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Hibiscus arnottianus subsp. arnottianus

leaf Main Plant Information

Genus

Hibiscus

Species

arnottianus

Subspecies

  • arnottianus

Hawaiian Names with Diacritics

  • Aloalo
  • Hau hele
  • Kokiʻo kea
  • Kokiʻo keʻokeʻo
  • Pāmakani

Hawaiian Names

  • Aloalo
  • Hau hele
  • Kokio kea
  • Kokio keokeo
  • Pamakani

Common Names

  • Oʻahu white hibiscus

Synonyms

  • Hibiscus waimeae var. hookeri

leaf Plant Characteristics

Distribution Status

Endemic

Endangered Species Status

No Status

Plant Form / Growth Habit

  • Shrub
  • Tree

Mature Size, Height (in feet)

  • Shrub, Tall, Greater than 10
  • Tree, Small, 15 to 30
  • Tree, Medium, 30 to 50

Mature Size, Width

Plants have a spread of 20 feet or more.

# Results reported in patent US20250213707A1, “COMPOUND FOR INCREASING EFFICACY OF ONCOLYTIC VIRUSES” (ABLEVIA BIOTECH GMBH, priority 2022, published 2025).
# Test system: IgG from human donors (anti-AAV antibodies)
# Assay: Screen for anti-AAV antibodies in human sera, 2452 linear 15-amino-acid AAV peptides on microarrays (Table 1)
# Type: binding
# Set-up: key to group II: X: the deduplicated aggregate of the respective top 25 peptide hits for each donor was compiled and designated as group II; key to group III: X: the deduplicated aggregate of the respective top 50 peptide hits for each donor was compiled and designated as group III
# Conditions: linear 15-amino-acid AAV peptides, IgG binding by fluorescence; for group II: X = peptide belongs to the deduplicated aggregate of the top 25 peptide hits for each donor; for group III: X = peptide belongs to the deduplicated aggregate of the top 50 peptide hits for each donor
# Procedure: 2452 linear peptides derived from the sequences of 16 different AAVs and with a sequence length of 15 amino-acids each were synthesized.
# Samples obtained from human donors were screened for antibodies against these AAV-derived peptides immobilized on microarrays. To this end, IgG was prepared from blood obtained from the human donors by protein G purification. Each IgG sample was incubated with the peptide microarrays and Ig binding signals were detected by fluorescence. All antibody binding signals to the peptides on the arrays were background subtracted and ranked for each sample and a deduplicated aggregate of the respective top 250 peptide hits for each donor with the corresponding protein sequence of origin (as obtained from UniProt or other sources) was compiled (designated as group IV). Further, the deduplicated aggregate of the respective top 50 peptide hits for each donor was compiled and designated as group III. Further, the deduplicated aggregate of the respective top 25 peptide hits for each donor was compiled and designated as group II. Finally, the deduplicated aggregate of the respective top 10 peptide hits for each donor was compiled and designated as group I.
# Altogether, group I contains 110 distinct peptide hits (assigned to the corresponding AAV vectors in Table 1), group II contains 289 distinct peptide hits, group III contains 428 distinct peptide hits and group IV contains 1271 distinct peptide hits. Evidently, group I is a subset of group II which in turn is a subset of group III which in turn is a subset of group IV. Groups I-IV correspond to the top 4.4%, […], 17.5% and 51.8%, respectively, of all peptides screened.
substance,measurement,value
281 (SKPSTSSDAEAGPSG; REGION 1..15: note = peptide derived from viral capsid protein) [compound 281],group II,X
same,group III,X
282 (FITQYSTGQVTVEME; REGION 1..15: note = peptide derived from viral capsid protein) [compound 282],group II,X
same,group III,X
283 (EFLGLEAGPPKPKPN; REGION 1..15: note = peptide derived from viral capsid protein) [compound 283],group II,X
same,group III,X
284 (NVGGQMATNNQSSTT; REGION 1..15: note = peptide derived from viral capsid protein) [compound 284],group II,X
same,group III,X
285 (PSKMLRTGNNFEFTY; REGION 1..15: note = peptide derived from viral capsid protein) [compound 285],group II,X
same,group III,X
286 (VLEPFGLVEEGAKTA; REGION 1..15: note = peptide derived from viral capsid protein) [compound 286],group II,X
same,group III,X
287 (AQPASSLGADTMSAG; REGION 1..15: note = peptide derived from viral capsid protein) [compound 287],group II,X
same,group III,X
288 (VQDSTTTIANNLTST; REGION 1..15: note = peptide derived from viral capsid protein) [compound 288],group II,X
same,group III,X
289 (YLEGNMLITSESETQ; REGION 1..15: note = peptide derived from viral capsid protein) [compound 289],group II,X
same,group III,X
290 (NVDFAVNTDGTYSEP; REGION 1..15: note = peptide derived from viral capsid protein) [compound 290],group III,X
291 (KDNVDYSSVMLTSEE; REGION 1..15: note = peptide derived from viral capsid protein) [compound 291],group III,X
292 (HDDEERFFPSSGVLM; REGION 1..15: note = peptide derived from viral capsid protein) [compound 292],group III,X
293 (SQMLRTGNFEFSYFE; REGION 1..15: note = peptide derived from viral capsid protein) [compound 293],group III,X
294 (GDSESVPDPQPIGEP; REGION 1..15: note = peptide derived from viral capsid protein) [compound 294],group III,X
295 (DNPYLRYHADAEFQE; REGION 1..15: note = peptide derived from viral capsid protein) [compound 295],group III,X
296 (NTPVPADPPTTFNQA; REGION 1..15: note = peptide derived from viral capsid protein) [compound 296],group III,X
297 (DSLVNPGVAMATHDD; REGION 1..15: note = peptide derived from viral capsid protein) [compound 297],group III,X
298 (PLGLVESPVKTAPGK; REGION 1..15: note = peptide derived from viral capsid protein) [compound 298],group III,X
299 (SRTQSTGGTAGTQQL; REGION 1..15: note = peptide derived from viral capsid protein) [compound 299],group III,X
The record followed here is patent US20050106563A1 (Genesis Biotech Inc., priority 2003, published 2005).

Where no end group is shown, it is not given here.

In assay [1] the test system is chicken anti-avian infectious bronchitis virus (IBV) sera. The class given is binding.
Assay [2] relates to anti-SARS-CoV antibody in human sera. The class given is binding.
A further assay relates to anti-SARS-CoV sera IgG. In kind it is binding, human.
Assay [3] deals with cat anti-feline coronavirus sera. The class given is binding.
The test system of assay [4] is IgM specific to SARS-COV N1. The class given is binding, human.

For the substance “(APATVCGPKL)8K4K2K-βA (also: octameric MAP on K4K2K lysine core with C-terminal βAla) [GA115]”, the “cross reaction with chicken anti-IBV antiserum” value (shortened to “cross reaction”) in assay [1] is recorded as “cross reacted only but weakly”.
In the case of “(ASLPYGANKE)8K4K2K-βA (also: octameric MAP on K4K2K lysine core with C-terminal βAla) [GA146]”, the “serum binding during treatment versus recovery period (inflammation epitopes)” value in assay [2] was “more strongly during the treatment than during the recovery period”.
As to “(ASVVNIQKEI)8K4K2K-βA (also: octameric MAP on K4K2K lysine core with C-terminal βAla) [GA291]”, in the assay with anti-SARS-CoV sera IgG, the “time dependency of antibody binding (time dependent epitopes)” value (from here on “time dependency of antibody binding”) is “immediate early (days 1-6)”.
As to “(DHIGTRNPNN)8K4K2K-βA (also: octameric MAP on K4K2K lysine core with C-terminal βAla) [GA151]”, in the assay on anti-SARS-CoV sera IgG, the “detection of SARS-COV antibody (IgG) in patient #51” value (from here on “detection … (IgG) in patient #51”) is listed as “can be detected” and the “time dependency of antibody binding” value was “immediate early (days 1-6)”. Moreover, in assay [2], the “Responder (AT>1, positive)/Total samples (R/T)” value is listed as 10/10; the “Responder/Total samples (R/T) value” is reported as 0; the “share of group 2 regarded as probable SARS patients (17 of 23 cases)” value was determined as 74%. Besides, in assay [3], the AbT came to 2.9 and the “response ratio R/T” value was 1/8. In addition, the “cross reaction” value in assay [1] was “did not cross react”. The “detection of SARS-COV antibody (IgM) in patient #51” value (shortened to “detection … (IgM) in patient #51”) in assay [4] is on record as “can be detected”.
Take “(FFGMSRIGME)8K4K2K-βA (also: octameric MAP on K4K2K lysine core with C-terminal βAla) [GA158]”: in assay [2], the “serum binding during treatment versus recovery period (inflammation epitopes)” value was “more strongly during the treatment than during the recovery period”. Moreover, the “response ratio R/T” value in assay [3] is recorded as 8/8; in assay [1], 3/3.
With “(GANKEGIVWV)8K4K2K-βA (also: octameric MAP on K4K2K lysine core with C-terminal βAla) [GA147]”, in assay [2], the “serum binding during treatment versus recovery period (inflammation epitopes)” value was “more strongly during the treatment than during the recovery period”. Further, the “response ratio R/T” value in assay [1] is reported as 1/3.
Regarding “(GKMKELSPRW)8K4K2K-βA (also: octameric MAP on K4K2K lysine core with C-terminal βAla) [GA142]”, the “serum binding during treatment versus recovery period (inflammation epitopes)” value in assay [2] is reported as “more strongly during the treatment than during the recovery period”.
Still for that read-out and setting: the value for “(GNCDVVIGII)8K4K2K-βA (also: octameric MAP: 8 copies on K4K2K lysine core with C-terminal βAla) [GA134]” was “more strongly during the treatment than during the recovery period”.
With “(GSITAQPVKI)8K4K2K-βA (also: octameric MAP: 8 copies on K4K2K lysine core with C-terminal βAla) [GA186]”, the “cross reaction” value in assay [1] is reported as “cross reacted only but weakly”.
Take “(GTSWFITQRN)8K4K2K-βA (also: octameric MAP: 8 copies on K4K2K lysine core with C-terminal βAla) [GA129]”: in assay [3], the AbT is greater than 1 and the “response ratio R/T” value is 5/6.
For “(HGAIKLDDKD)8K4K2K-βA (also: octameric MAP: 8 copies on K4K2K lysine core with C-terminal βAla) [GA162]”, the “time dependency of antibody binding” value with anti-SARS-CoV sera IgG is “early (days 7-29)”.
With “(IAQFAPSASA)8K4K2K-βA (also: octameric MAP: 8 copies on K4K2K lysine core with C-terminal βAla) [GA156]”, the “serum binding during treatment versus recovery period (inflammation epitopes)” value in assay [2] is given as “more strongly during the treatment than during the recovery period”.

Life Span

Long lived (Greater than 5 years)

Landscape Uses

  • Container
  • Hedges
  • Screening
  • Specimen Plant

Source of Fragrance

  • Flowers

Additional Fragrance Information

Kokiʻo keʻokeʻo flowers usually have a weak fragrance. But, flowers have the most scent in the early morning when flowers open or in the early evening before they close.

Plant Produces Flowers

Yes

leaf Flower Characteristics

Flower Type

Showy

Flower Colors

  • Red
  • White

Additional Flower Color Information

Kokiʻo keʻokeʻo has a red enter or staminal (stamen) column. The white flowers may change to pink, especially towards the end of the day.

Blooming Period

  • Year Round

leaf Leaf Characteristics

Plant texture

  • Fine
  • Medium
  • Coarse

Additional Plant Texture Information

Depending on the subspecies, the leaves range from about 1 1/2 to 12 inches long. The leaves of subspecies punaluuensis are usually much larger than the other two subspecies and ranging from 4 to up to 12" long!

Leaf Colors

  • Medium Green

Additional Leaf Color Information

Leaves may have red veins.

leaf Pests and Diseases

Additional Pest & Disease Information

Plants are prone to sucking insects. Chinese rose beetles can be removed by hand. Leaf spot is a common fungal disease.

leaf Growth Requirements

Fertilizer